Two years ago, a concerted effort by a corporate-funded Tea Party movement to get conservatives out to town hall meetings changed the dynamic in Washington on health care reform and paved the way for the eventual House GOP takeover in the 2010 elections. In two separate work periods this year, ordinary citizens, with absolutely no help or encouragement from an organized progressive movement, have made their voices heard at town hall meetings, in particular by harassing conservative lawmakers about their plans to end Medicare and put forward a balanced budget amendment, as well as their opposition to tax fairness. If this organic movement were happening on the right, it would be front-page news in every national newspaper in the country. We know because the distinctly non-organic movement in 2009 was front-page news.
In order to find out about this movement, you have to go to local news sites. The Dickinson Press, Dickinson, North Dakota:
(North Dakota Republican Rep. Rick) Berg said he voted for the (debt limit) package because of one provision added in the final hours of debate: a requirement that both houses of Congress vote on a balanced budget amendment to the U.S. Constitution.
Berg said he believes it “is the one thing out there that can get our country back on track.”
However, several residents criticized Berg’s position, saying the amendment won’t solve immediate problems — like getting unemployed Americans back to work.
“The balanced budget amendment is like trying to drain a lake to save a drowning person,” West Fargo resident Darrel Lund said. “People are in trouble now.”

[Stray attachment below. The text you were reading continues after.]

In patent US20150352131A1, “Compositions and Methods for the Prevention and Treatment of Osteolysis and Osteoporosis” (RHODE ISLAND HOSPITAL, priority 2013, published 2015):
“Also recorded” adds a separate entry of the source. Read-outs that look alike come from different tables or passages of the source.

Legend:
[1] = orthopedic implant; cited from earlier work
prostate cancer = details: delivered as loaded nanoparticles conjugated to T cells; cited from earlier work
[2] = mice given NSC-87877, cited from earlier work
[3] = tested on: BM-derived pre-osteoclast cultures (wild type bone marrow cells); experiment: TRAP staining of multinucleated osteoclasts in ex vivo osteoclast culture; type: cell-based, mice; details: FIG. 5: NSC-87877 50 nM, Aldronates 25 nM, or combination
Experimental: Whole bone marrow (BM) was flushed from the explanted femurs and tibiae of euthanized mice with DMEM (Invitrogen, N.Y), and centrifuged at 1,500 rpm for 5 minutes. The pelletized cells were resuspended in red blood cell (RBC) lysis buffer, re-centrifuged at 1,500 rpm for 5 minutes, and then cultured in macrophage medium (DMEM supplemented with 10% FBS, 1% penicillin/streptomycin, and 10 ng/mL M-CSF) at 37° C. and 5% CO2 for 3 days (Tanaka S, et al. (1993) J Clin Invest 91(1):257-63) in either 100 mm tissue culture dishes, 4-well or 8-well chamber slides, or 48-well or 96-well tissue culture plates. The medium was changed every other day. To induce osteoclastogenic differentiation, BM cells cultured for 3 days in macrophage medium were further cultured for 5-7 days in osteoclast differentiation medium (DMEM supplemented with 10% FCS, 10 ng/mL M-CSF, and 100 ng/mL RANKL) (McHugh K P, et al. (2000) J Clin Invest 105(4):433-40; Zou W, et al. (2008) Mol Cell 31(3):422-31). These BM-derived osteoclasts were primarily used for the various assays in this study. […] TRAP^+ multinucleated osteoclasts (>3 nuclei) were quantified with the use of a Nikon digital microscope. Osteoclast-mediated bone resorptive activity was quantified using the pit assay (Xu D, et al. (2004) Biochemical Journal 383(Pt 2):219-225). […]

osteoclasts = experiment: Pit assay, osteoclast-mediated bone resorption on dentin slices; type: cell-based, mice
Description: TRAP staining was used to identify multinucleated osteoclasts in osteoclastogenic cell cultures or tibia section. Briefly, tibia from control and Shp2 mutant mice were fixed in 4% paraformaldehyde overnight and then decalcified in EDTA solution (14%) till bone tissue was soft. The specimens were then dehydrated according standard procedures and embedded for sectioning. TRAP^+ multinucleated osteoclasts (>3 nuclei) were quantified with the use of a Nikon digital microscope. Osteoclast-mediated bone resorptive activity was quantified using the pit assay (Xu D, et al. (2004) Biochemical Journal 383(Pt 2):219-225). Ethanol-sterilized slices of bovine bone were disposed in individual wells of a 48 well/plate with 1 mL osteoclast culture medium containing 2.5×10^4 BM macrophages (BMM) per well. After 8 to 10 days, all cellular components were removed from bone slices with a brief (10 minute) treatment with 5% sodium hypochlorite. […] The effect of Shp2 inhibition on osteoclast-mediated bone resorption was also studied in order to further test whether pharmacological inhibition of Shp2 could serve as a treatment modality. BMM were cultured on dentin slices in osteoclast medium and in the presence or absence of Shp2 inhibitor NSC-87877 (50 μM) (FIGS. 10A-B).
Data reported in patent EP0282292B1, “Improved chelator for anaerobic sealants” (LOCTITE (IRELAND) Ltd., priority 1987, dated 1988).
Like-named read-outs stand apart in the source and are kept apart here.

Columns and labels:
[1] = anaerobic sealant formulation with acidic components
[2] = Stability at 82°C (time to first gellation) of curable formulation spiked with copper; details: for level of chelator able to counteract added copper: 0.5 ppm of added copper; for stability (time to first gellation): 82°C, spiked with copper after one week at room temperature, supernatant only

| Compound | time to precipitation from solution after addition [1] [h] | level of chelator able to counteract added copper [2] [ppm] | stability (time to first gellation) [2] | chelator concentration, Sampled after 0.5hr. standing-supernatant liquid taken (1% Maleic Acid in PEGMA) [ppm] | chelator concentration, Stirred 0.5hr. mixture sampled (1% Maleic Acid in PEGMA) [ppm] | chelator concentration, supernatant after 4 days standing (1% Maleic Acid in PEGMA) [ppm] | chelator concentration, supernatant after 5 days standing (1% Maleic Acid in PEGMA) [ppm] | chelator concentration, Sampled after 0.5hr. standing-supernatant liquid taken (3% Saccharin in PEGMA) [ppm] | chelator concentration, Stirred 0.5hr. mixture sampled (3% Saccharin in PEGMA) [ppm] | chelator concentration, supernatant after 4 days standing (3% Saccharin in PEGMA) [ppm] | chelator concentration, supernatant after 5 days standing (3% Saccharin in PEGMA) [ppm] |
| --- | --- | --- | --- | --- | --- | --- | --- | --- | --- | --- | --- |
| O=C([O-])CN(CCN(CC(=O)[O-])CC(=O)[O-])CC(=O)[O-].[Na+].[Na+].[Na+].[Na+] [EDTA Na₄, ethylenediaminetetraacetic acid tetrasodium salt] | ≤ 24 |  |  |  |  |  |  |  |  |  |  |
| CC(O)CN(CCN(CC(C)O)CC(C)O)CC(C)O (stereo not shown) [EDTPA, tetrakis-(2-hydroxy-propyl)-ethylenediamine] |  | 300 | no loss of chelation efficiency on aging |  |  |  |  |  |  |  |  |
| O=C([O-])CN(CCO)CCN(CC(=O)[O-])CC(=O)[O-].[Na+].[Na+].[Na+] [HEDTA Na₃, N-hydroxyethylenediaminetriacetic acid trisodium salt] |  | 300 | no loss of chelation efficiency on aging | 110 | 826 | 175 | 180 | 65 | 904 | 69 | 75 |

Lund said Congress ought to have just raised the debt ceiling as they were tasked to do, instead of adding to the problem through political deadlock.
“That’s what’s caused uncertainty — that Congress can’t even do one thing,” Lund said to applause. “They had to make a political statement.”
The Duluth News Tribune, Duluth, Minnesota:
(Republican Rep. Chip) Cravaack said he wanted to bring down the tax rate to 25 percent for small businesses because higher taxes are passed on to consumers or result in layoffs.
Audience member Dave Garshelis of Cohasset said President George W. Bush tried that plan and it didn’t work.
“Is this an experiment or a concept or do you have information from somewhere that shows this works?” he asked. “I’m wondering when the jobs are going to happen.”
Cravaack said he wants reduced taxes with the addition of tax reform. He said jobs went to places like Mexico and China because of high taxes in the U.S.
Kevin Kooiker of Pequot Lakes wasn’t so sure of Cravaack’s answer and said the tax rate today is lower than it’s been in years. He said major corporations are known to be sitting on sizeable amounts of money instead of creating new jobs.
“People need to get more money in their pockets,” he said. “The stimulus bill was way too small.”
KOLD, Tuscon, Arizona:
(John McCain) said, “Sir, you’ve got to let me finish and then I’ll let you talk. Ok? Remember what I said at the beginning. So let me just finally say, let’s cut the corporate tax rate from 35 percent to 25 percent.”
The boos and cat calls then rang out.
One man asked, “Why do you believe that tax breaks to the wealthy create jobs?”
McCain found himself answering variations of that question all through the town hall.
WBRE, Wilkes-Barre, Pennsylvania:
A group of protesters rallied outside a Chamber of Commerce breakfast attended by Congressman Lou Barletta in Wilkes-Barre Tuesday morning.
They say they were having a tough time getting Barletta to answer their questions directly– so they got creative.
The group of about 10 ralliers came armed with personal stories of their own hardships– and cardboard cutouts of the congressman.